Colleen learned the alphabet from an old woodsmen's
Cleveland singing the only known U.S. version of the
British ballad Queen Jane.
remembers murder ballads and sings Fifteen Men on
a Dead Man's Chest. Listen:
sings The Last Farewell, with references to Adirondack
towns. Listen: (Real
How singing has always
been part of life at home. Listen:
Colleen sings the ballad
of lost love, Come All Ye Maidens. Listen:
and Colleen Cleveland were the subjects of this January 17,
2000 profile jointly produced for radio by Traditional Arts
in Upstate New York and North Country Public Radio. Listen
Robert James (Jim) Cleveland
and his daughter Colleen of Brant Lake are descendants of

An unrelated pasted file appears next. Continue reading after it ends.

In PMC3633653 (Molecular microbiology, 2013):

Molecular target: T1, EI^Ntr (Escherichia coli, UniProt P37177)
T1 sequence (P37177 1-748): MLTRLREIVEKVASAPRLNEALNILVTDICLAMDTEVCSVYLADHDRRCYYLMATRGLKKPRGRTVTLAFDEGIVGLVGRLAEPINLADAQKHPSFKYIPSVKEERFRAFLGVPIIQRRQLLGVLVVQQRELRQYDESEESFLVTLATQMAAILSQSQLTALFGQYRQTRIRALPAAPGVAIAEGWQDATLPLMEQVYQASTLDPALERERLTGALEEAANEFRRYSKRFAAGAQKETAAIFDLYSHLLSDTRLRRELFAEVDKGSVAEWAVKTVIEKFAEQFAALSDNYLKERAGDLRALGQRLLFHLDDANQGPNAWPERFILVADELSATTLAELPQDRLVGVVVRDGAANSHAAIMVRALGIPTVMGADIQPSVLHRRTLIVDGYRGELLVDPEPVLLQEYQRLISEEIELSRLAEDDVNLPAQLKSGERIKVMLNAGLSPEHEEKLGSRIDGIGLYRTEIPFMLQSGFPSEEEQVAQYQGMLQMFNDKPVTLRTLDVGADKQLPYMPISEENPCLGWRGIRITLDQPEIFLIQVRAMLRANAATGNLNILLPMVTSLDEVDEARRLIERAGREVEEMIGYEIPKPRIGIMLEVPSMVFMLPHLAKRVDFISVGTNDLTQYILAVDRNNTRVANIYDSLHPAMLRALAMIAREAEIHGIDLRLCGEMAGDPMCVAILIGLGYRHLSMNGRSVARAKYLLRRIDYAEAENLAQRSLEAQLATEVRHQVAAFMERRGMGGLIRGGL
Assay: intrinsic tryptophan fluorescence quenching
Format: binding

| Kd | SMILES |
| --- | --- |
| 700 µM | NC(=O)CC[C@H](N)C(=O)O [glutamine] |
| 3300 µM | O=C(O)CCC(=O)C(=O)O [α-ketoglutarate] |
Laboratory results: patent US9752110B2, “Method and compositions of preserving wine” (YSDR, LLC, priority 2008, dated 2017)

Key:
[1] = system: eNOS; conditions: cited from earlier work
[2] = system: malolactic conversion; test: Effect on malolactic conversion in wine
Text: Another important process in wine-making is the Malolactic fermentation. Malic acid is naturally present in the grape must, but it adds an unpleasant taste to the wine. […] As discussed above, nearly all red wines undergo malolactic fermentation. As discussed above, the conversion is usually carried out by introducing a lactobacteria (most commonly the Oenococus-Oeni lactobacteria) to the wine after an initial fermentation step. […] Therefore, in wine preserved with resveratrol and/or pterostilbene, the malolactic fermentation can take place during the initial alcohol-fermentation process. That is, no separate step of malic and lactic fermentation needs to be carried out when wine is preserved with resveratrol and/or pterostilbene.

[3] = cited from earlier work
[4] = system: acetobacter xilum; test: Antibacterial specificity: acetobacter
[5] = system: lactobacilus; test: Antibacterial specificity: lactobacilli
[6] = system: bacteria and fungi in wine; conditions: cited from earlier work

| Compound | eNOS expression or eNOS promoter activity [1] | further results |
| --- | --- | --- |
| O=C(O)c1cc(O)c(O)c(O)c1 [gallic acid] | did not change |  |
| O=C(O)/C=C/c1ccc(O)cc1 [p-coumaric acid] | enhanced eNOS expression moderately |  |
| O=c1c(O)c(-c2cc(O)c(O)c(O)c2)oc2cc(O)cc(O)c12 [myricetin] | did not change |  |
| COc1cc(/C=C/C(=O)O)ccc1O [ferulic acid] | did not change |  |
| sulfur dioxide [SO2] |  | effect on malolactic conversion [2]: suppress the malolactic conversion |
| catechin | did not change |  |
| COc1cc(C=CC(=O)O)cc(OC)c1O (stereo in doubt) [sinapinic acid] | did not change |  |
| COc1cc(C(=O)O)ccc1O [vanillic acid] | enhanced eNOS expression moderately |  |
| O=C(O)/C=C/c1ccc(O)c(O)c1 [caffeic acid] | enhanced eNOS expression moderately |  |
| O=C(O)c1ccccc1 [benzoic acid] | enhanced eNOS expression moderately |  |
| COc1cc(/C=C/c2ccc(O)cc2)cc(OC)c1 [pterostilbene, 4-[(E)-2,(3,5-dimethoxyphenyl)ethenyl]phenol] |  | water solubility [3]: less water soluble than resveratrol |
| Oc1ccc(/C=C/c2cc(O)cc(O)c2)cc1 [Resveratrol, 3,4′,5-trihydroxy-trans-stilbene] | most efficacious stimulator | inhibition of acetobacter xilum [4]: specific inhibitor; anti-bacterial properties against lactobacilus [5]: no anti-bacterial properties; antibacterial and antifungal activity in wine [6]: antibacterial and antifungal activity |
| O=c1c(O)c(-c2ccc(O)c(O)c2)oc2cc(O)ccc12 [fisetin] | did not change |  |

Scottish and Irish settlers to their area. Their family's
music and stories from the old country included ancient ballads
or story-songs, for which the Scots are known. Sara Cleveland,
Jim's mother and Colleen's grandmother, was a nationally-famous
ballad singer of her generation.
After Sara's death in 1987,
Jim and Colleen began singing the family songs in public.
In addition to about 400 songs of the British Isles, the family
repertoire includes songs from a variety of other popular
sources. Jim, a retired woodsman and construction worker,
learned many cowboy and outlaw songs from his mother and his
uncle. Like their traditional counterparts in Scotland and
Ireland, Jim and Colleen usually sing unaccompanied. Some
of the family's very old ballads have not been collected from
any other North American source.
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